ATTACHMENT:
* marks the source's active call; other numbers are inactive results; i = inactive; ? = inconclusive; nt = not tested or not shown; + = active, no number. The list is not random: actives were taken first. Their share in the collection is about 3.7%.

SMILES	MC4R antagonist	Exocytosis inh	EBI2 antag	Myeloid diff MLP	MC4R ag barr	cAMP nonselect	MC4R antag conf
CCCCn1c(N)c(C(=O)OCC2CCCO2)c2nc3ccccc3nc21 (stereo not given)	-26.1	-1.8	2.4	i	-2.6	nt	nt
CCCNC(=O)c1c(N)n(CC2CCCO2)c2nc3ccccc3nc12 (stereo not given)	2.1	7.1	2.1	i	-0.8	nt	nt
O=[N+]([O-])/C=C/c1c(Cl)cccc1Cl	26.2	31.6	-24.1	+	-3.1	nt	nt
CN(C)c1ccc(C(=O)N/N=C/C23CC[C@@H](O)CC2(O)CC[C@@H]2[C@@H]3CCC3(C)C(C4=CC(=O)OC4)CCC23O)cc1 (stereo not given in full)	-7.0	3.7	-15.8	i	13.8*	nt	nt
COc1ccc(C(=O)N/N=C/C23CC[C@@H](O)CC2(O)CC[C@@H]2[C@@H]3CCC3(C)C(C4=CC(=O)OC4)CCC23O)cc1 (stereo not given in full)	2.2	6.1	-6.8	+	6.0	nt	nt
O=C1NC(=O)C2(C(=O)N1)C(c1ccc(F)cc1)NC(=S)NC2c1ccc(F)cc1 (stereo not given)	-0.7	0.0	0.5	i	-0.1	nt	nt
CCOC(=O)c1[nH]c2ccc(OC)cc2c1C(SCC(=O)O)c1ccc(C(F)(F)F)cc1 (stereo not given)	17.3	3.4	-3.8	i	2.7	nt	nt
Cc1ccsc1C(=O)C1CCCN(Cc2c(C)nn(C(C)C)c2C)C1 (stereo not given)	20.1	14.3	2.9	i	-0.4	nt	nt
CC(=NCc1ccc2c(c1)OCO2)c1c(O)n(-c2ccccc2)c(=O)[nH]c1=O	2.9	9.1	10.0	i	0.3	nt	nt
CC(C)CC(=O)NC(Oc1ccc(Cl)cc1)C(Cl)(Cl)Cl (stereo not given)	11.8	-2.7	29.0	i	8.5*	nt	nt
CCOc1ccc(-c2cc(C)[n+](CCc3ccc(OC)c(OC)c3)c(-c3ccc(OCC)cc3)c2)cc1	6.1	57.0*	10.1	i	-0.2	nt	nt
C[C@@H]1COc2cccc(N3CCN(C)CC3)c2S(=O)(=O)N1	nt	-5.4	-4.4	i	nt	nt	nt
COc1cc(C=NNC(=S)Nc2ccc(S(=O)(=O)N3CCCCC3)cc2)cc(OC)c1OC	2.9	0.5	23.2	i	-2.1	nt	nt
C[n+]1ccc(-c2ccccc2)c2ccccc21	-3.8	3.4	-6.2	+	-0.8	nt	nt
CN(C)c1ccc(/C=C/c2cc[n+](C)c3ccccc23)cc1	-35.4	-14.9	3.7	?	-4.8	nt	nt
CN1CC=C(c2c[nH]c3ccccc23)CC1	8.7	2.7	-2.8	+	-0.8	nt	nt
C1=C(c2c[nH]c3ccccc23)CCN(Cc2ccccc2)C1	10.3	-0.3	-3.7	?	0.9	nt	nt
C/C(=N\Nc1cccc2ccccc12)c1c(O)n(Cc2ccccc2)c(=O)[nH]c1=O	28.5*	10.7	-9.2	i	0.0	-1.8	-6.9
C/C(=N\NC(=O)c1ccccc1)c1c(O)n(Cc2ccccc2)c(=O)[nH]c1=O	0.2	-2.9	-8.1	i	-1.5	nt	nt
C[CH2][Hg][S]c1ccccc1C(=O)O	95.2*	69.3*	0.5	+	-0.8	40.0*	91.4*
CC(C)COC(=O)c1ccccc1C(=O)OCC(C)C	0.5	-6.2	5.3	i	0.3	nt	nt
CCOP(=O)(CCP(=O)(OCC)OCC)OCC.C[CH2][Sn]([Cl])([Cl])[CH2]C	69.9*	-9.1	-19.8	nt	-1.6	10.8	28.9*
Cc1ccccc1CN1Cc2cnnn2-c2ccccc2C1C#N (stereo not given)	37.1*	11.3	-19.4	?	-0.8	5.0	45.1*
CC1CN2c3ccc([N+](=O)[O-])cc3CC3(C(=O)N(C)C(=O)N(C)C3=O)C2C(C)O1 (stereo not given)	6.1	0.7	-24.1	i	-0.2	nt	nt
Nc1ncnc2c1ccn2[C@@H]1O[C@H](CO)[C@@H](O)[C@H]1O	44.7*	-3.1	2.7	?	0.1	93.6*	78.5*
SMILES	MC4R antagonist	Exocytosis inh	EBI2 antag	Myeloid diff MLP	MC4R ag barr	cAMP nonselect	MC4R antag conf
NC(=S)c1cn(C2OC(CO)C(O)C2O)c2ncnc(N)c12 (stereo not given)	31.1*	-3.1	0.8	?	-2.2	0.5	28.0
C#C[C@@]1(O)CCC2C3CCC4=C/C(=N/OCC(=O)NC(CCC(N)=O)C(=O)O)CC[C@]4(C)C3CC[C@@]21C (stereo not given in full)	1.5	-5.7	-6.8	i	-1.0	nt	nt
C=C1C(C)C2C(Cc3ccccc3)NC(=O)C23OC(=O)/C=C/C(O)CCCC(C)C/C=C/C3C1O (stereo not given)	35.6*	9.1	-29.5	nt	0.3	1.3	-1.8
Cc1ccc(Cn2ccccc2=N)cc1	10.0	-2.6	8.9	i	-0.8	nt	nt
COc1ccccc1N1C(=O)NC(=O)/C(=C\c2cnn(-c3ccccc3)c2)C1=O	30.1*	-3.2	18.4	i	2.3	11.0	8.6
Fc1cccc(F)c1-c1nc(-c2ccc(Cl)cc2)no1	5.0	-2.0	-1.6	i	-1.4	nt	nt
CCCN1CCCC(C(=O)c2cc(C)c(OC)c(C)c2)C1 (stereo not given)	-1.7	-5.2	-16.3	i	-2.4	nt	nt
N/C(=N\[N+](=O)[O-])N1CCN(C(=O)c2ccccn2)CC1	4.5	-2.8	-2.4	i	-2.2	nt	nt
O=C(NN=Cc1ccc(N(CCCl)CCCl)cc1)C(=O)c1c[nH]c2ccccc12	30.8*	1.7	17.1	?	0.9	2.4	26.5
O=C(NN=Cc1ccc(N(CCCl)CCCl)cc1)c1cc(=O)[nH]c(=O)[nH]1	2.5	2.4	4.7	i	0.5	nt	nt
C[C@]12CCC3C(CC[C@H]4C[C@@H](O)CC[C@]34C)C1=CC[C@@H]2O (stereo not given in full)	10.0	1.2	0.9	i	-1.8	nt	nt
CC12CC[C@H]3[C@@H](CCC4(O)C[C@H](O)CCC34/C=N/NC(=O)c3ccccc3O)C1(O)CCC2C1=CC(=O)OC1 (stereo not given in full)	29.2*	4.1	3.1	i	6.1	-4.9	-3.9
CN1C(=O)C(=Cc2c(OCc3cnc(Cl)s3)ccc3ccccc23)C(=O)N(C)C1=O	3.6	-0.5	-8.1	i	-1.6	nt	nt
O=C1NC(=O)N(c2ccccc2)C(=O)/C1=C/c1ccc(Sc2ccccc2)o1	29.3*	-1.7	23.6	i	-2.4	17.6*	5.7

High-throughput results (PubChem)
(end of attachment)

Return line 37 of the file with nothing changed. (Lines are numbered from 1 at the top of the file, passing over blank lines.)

O=C(NN=Cc1ccc(N(CCCl)CCCl)cc1)C(=O)c1c[nH]c2ccccc12	30.8*	1.7	17.1	?	0.9	2.4	26.5